A Christmas light display adds a little extra fun and excitement to the holiday season. All around our local area and beyond, you’ll find amazingly decorated holiday houses. Just check out this list of Orlando Christmas light displays, many of which will be repeated this year.
No matter whether you’re young or young at heart, a good light display is something special. Depending on what you have in mind, though, it can also be a pretty time-intensive DIY project. A little planning can help you avoid issues, especially when it comes to possibly damaging the roof.
While Florida shingle roofs are by no means fragile, there are some common practices that can give you trouble if you use them when you’re setting up your light display. Make a mistake and you might end up paying for roof repair come New Year’s.
Still, we all know it’s just not “holiday cheer” without a festive string of lights around your eaves. Once you get started, it can be tough to stop – and nobody wants to leave bald spots in their light display. So don’t let anything stop you from following your creative vision!
At Sheegog Contracting, we love Christmas lights. The key is to do them right.
1. Avoid Putting Holes in Your Roof
The days of putting up Christmas lights with a staple gun went out the door with Christmas Vacation.
In that holiday classic from 1989, family patriarch Clark Griswold (played by Chevy Chase) was seen stapling the Christmas lights. It didn’t go too well – and it shouldn’t be your go-to unless you’re also starring in a comedy of errors. Luckily, we have better (and easier!) approaches these days.
While you can probably get away with stapling lights to the eaves – the wooden perimeter of your roof – a standard staple gun leaves you at risk of penetrating your string of lights, which creates a fire hazard.
Plus, your roof will be in trouble if any fastener makes contact with your shingles. That’s true no matter if it’s nails, staples, or screws. They create the perfect opportunity for water infiltration, which usually begins before you even take them out. All of the affected shingles will have to be replaced.
2. Fill Your Christmas Stocking (and Your Roof) with Plastic Clips
Santa Claus might just visit a few days early this year to provide you with the secret of a great Christmas display: Plastic clips. These clips are safe, highly convenient, and easy to use. They avoid the whole issue of putting holes in your roof since they clip directly onto the gutters, eaves, or shingles.
There are several different types of clips out there, including a design just for clay tile roofs, and special clips for laying lights all the way up the ridge (peak) of the roof. This makes it easier to use your shingles without damaging them, but the eaves and gutters are still your best bet.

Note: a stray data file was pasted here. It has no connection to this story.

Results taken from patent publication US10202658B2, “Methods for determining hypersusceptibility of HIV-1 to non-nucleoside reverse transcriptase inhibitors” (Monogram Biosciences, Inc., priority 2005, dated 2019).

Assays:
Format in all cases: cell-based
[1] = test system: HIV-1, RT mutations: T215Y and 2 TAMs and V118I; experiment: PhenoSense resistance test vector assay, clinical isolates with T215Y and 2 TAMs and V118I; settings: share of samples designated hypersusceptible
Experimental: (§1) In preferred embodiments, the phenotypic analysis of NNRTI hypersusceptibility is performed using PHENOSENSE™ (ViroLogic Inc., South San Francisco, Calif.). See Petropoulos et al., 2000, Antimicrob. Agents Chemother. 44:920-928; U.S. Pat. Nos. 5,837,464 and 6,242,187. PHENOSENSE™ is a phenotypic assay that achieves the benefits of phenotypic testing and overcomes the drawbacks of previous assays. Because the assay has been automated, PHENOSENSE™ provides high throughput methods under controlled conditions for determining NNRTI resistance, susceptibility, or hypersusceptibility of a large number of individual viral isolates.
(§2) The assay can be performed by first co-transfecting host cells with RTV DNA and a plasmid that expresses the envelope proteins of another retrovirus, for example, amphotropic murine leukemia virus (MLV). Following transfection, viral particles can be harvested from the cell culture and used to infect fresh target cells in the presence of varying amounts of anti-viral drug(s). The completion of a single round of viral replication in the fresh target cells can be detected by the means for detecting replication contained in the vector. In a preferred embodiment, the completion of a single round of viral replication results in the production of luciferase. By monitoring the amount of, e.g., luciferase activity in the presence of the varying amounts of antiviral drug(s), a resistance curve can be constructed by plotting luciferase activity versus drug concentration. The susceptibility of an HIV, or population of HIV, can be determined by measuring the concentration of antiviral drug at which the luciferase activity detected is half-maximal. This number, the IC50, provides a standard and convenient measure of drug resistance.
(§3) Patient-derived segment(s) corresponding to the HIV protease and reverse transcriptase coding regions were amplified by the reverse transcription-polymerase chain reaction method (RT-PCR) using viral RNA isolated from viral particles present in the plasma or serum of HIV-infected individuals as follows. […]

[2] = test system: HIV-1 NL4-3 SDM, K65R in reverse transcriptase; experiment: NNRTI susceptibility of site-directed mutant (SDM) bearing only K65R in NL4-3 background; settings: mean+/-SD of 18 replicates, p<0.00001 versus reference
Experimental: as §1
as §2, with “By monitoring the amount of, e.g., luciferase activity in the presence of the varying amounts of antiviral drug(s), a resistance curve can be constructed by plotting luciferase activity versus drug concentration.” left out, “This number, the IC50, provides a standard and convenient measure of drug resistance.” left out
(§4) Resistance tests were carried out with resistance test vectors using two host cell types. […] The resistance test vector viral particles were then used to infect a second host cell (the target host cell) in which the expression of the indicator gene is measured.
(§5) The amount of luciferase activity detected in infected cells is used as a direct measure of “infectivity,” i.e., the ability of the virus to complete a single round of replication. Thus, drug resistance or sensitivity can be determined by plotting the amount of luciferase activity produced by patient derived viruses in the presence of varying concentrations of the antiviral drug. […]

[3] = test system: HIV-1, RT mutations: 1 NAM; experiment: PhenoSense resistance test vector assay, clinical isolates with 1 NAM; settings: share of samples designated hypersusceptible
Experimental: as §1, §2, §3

Avoid clipping shingles whenever possible, and check clipped shingles for signs of wear when it’s time to take the decorations down. Telltale issues indicating shingle damage include marks, dark or softened areas (outlining dents), and missing reflective granules.
3. Be Careful Walking on Your Roof
If you’ve read the Sheegog Contracting blog in the past, you know we usually advise against getting on the roof. In fact, you can even survey your roof for damage from the ground using binoculars. Climbing on the roof presents a whole new set of challenges.
Roofers have to move carefully to avoid damaging the roof, but it’s a skill you can learn with practice. Soft shoes are essential. You might consider sneakers, but a pair of sturdy roofing boots will help keep your balance without adding to the risk of harming the roof.
Roofing boots are different from other kinds of boots because they offer superior grip and traction.
The other thing to remember is that it could be 30 degrees warmer on your roof than it is at ground level, even during temperate weather. This is one reason why roofing teams generally work 12-hour days, getting started early in the morning and taking a break during the hottest part of the afternoon.
If you have a tile roof, be extra careful to put your feet on the peaks (that is, the rise), and not between the tiles (the valleys). Otherwise, you might end up with broken tiles on your hands (or feet) and those can be a lot pricier to replace than the average shingle.
Want personalized advice? Contact Sheegog Contracting today.